The highlight of Wednesday’s Banff World Media Festival was the “In Conversation” session, conducted virtually from Los Angeles, with Simu Liu. The 32-year-old Chinese Canadian is set to star this September in theatres everywhere in Marvel’s upcoming “Shang-Chi and the Legend of the Ten Rings.”

All but ten minutes or so of the 45-minute session, which was moderated by actor-journalist Sook-Yin Lee, centred on recent comments made by Liu in a lengthy Facebook post – and rebutted in the Globe and Mail June 4 by TV critic John Doyle – regarding the fallout from the sudden demise this season of Kim’s Convenience.

“I can’t write a post on Facebook without it being picked up by news outlets,” Liu bemoaned near the start of the session. “I’m working on navigating what this new life is for me on-line and off-line.” He added that there was no “Marvel fame class” to prepare for the Schitt’s storms he has found himself in lately.

There probably is a Marvel fame class, actually, or at least a team of PR superheroes that must have, by now, counselled Liu to walk back some of his outrage over the demise of Kim’s.

Sook-Yin Lee (left) with Simu Liu

“You’re going to be OK, Simu,” said Sook-Yin, no stranger to controversy herself over the years, who asked the actor why he spoke out about behind-the-scenes machinations at the CBC comedy series.

Liu stated that “it was not my intention to try and end anyone’s career,” but that there were creative differences between cast members and the creators of the series. The show, in his opinion, was “snuffed out” in an “almost pathetic way.”


Kim’s Convenience was brought to an end this spring despite a sixth season having previously been ordered. The reason given was that the showrunners felt spent and wanted to move on to other projects.

The only co-star Liu mentioned by name during the session was Jean Yoon, marvelous as mom “Umma” on the series. The two of them are of a similar view that this series about Korean Canadians did not have enough – specificallty, more than one — Korean Canadian working behind the scenes.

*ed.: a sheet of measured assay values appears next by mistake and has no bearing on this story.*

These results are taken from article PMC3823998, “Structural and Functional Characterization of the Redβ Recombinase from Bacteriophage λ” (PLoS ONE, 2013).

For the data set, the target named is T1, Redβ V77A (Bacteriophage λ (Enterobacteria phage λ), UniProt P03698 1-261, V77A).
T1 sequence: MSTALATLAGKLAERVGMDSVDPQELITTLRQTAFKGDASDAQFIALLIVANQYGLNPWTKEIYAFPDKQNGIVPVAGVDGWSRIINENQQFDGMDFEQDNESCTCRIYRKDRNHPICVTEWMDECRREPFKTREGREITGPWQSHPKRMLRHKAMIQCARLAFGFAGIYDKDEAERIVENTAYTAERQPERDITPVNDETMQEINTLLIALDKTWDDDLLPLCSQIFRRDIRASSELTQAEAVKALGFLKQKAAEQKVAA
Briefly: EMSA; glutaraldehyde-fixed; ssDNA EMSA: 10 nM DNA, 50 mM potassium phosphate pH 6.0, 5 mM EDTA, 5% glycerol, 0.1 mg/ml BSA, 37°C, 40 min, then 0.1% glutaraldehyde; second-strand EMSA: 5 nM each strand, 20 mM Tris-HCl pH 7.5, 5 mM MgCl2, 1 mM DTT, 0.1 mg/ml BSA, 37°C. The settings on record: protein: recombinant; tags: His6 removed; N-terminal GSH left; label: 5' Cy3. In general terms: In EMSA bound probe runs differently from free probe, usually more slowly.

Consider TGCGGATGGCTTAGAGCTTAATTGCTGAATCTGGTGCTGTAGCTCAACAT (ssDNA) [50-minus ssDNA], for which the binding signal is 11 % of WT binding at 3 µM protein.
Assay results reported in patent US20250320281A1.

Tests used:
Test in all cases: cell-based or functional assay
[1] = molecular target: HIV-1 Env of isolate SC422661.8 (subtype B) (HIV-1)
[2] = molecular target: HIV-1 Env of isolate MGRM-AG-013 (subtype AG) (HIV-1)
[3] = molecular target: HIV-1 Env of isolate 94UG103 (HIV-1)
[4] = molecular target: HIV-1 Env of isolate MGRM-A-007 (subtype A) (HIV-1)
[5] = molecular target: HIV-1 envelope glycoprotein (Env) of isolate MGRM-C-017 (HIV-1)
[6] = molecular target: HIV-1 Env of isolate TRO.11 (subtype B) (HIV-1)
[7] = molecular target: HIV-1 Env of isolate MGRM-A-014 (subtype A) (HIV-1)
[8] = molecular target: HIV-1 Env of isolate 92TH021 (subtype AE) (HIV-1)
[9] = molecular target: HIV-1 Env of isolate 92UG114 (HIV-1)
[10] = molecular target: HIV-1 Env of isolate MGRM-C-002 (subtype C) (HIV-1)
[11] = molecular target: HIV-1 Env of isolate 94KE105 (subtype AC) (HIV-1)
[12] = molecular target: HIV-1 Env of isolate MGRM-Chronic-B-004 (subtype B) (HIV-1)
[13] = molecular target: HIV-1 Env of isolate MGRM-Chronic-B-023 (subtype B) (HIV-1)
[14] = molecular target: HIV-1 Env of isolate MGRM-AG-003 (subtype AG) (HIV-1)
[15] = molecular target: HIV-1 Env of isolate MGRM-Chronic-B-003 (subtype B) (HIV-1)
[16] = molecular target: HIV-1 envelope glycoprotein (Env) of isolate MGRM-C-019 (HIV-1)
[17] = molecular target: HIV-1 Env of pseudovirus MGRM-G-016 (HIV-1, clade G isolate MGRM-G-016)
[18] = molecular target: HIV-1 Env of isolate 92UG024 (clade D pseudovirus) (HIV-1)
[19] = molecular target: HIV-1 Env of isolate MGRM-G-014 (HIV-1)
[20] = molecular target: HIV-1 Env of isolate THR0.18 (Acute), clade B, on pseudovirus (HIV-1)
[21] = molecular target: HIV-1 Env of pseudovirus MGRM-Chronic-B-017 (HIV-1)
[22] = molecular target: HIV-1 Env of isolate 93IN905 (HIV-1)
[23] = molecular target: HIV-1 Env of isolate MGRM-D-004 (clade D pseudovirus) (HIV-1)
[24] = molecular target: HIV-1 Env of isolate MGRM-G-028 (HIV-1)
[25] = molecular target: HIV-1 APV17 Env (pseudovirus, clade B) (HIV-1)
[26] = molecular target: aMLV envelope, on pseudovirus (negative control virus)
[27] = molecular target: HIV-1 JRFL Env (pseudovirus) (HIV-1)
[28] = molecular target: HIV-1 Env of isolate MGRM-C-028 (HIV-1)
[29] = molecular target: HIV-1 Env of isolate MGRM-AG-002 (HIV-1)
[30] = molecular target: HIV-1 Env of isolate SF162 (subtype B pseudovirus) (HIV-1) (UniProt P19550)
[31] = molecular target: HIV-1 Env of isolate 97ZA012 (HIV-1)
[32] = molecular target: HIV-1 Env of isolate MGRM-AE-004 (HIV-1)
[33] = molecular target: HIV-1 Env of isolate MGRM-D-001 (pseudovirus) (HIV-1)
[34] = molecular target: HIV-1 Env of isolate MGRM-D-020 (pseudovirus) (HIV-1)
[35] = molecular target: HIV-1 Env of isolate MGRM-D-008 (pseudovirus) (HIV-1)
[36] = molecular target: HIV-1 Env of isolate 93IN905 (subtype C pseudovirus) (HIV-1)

“We rightly felt we didn’t have that voice in the writer’s room,” said Liu who sees he and Yoon as “stewards of our characters” and not just “meat puppets who just show up on stage.”

He added that the executive producers and showrunners were “hoarding power,” and that the “show deserved better.” He liked the first season of the show best, he added, episodes that were more about family and featured fewer “slapstick-y moments.”

My colleague John Doyle wrote a column that took issue with some of Liu’s assertions, although he also thanked Liu for speaking out in an industry that too often clams up over conflict or regarding inequities. Doyle, however, mainly pointed out that Kim’s Convenience was, at heart, the baby of Ins Choi, the series creator and the writer of the play on which the series is based. The story is essentially drawn from Choi’s life as a Korean Canadian. Doyle also named other diverse members of the Kim’s writing staff – although none were specifically Korean Canadians.

Liu, again, didn’t want to cancel anybody but he did say there was a danger “of just having one single voice” speak for a series. “It’s potentially just as bad as having no voice.” Yoon, it was mentioned, had pointed some of the blame on social media at Kim’s co-showrunner Kevin White (Schitt’s Creek).

Sook-Yin might have steered Liu onto his upcoming Marvel blockbuster or another less volatile topic, but instead chose to stay with the fireworks. She suggested that Doyle had blocked Liu from commenting on his column; the TV critic also ditched his social media links for a few days. Critics, like actors, risk taking a Schitt-kicking on social media every time they do what they’re paid to do – form an opinion.

Never mentioned during ther session was the name Ivan Fecan – the industry veteran who helped bring Kim’s to CBC as an executive producer.

Nor was Nicole Power, star of the Kim’s spin-off Strays, herself the object of Liu’s ire earlier on social media as the non-Asian cast member who quickly emerged as worthy of her own CBC series. Liu could have taken the high road at Banff and offered her good wishes — as was recently extended on social media by cast-mate Sun Hyung Lee.

There are people in power on the series, as Liu also pointed out, who have not spoken about these issues. “What do you make of the silence?” asked Sook-Yin. Here Liu simply acknowledged, as they might have suggested at Marvel fame class, that, “It’s obviously a lot to react to… hopefully we’ll hear more from their side.”

Hopefully we will. In the meantime, the trailer to Marvel’s upcoming Shang-Chi and the Legend of the Ten Rings looks pretty damn kick-ass.

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